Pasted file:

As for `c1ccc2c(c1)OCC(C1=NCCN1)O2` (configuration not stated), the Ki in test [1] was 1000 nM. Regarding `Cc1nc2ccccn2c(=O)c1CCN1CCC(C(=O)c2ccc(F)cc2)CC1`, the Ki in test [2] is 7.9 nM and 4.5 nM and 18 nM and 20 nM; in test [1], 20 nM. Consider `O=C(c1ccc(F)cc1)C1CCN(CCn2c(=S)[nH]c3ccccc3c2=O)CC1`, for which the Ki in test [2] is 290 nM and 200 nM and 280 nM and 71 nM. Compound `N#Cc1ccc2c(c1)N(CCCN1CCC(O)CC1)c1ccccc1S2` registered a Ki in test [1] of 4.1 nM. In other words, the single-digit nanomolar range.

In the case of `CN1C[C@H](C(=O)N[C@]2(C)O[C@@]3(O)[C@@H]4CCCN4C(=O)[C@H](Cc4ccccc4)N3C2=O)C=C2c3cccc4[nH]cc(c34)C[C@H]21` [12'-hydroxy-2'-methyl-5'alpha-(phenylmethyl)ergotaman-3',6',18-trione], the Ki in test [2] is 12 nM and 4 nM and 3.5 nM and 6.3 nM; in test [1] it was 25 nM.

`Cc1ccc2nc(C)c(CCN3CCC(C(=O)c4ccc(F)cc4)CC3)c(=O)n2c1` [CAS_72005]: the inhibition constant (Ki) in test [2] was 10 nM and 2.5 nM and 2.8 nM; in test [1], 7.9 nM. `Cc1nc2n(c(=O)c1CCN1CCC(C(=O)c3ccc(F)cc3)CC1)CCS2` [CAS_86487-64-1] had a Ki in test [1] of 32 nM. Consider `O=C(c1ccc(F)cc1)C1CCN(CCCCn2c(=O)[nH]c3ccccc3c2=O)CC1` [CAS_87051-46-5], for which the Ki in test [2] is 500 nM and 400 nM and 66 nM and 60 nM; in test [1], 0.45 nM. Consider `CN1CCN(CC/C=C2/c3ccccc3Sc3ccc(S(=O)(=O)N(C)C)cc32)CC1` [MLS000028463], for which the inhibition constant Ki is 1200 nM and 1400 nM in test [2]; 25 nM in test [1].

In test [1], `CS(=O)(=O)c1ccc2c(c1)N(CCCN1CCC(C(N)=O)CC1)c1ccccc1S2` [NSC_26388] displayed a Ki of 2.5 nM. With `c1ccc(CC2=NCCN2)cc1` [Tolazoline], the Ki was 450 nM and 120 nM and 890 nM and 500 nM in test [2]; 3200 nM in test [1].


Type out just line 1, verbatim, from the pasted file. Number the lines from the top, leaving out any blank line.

As for `c1ccc2c(c1)OCC(C1=NCCN1)O2` (configuration not stated), the Ki in test [1] was 1000 nM. Regarding `Cc1nc2ccccn2c(=O)c1CCN1CCC(C(=O)c2ccc(F)cc2)CC1`, the Ki in test [2] is 7.9 nM and 4.5 nM and 18 nM and 20 nM; in test [1], 20 nM. Consider `O=C(c1ccc(F)cc1)C1CCN(CCn2c(=S)[nH]c3ccccc3c2=O)CC1`, for which the Ki in test [2] is 290 nM and 200 nM and 280 nM and 71 nM. Compound `N#Cc1ccc2c(c1)N(CCCN1CCC(O)CC1)c1ccccc1S2` registered a Ki in test [1] of 4.1 nM. In other words, the single-digit nanomolar range.